There’s now a very small push among some conservatives who aren’t Donald Trump fans to suggest voting for Hillary Clinton is a better strategy. Ben Howe at RedState is one of the first to suggest he’ll be a Clinton supporter if it comes to it because he wants to make sure the Democrats take the reputation hit (emphasis mine).
Let’s be clear: I think Hillary Clinton would be equally detrimental. This isn’t a question of choosing the lesser of two evils. Hillary and Trump are equally evil and untrustworthy in my estimation.
So in a situation where two devils are my only option, where I’m certain the outcome of 4 years will be bad for the country, where I’m positive the party responsible for nominating them will be held accountable and suffer the wrath of voters for years to come… I choose to let the other party take the hit.
I will not participate in destroying my own party’s brand by helping to elect a dangerous and untrustworthy person to office and declaring him a representative of my ideological beliefs.
Instead, I will, should Trump win the nomination, work to make sure that the other dangerous and untrustworthy person, who has declared themselves to a representative of progressivism, takes the job.
Howe thinks Trump is a stereotype of what the media portrays Republicans as: cronyist and xenophobic. It’s why he writes he can’t vote for him. But deciding to vote for Clinton (or Bernie Sanders if he wins the Democrat nomination) in hopes it’ll come back to bite the Democrats in 2020 is a bad idea. It might even give Clinton (and her media allies) more ammunition if it turns out to be a repeat of 2008, when Barack Obama trounced John McCain. So voting for one “evil and untrustworthy” candidate over another is a bad strategy to take. South Park complained about this in 2004 and they’re right because the two major party candidate choices haven’t been great at all for more than a few election cycles. This doesn’t mean people who are anti-Trump should sit there and vote for him because they don’t want Clinton in the White House. Howe gives a pretty good indictment of those who just vote for candidates because there’s an R next to their name.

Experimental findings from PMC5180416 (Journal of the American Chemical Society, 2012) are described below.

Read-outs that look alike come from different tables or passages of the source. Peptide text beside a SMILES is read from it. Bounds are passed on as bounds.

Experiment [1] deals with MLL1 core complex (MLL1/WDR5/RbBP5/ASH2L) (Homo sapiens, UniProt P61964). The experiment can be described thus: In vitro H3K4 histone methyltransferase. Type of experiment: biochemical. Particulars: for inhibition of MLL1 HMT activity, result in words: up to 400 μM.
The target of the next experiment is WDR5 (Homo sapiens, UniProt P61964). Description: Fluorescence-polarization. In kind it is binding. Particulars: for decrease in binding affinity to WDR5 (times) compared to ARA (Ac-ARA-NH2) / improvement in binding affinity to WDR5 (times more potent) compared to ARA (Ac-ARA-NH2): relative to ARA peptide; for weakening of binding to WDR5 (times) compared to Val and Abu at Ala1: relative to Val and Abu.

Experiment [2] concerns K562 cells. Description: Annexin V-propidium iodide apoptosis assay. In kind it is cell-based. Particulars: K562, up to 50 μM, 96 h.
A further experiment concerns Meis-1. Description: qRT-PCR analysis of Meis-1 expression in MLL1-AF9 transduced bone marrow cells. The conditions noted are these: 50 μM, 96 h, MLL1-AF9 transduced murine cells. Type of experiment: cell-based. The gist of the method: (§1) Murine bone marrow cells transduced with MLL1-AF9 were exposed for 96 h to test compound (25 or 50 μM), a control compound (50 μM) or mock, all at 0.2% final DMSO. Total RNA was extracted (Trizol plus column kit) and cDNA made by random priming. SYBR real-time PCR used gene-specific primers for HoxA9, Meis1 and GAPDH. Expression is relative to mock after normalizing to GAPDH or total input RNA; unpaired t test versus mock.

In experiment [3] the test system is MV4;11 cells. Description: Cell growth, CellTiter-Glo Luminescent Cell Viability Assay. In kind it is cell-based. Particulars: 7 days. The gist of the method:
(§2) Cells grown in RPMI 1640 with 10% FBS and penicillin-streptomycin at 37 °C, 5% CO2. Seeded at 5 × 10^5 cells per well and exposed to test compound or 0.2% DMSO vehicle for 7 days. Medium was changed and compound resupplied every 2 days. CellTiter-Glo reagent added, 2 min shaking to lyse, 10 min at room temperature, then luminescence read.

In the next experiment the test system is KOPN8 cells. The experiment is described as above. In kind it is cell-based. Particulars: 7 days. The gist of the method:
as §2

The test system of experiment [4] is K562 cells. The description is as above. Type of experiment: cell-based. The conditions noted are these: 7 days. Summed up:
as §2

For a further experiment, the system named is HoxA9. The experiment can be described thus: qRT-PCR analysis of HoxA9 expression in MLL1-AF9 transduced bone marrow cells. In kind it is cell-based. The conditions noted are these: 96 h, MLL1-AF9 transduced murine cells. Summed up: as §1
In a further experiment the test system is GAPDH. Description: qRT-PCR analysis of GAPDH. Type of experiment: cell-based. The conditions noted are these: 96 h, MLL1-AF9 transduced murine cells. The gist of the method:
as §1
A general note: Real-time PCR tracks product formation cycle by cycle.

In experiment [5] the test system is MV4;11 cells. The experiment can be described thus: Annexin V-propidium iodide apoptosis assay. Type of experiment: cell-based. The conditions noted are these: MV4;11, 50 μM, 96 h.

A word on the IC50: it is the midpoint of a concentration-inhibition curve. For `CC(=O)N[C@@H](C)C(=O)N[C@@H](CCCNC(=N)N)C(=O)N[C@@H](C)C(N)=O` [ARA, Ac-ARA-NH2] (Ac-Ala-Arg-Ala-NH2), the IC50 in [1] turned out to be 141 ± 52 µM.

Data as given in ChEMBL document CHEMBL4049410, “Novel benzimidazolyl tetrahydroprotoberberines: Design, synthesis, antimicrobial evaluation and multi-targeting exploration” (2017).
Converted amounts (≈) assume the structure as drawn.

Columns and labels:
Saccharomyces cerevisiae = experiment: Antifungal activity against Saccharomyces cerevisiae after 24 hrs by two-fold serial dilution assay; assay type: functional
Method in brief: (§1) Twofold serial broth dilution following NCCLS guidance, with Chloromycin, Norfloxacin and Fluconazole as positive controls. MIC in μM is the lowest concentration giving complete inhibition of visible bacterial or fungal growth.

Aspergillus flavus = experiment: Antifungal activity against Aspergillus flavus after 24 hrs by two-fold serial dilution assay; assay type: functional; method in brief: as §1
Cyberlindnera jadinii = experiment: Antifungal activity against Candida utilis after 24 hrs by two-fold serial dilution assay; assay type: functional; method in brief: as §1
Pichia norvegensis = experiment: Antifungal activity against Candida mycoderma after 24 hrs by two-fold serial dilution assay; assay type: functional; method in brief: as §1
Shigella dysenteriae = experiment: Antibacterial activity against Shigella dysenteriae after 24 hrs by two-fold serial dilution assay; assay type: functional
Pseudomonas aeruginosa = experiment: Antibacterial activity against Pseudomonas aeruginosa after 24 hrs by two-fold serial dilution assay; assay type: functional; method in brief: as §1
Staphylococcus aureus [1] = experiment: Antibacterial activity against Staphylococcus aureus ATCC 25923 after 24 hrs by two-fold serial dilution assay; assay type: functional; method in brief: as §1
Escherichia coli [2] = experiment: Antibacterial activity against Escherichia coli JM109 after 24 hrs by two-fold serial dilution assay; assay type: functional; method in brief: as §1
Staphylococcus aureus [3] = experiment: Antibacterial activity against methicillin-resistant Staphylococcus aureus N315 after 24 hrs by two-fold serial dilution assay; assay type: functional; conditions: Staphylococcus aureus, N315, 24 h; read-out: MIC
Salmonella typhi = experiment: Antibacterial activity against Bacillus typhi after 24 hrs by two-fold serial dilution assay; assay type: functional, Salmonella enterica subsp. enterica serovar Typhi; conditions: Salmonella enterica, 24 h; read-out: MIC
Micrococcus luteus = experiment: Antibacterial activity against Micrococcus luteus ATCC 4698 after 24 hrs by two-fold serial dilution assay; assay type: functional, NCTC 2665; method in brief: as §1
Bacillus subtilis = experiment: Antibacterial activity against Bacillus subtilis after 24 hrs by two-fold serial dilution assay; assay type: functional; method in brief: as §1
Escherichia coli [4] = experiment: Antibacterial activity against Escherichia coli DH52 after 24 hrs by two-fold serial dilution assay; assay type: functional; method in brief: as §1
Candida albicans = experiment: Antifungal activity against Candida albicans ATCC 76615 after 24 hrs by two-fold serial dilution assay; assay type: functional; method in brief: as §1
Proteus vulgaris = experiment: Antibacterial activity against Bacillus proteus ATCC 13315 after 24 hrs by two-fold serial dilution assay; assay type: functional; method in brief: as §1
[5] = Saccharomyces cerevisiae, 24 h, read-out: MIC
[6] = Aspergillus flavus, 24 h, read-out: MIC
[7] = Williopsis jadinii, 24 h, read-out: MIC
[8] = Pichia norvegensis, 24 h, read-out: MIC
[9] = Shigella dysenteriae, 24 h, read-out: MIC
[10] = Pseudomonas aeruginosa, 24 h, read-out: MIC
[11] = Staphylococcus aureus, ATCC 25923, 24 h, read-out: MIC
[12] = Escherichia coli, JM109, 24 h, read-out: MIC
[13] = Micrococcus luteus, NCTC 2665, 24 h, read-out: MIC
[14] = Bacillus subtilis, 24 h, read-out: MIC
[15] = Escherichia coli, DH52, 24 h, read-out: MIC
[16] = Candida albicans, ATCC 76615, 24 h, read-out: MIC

For years we accused the Establishment of pushing Democrats with an R next to their name onto us. We declared in those instances that they must also be conservative, not just a Republican…If you vote for [ Trump ] just because that R is next to his name or just because you believe (with no evidence) that he will keep his work on his immigration policy prescriptions, then you are the definition of a RINO.
The problem is Howe isn’t considering two alternatives: writing in someone he prefers or just not voting at all. Reason Magazine has actually been a leading proponent in skipping votes if the candidates just aren’t that good. Katherine Mangu-Ward opines the “Vote or Die” push is just ridiculous and the idea every vote counts is a lie because of math.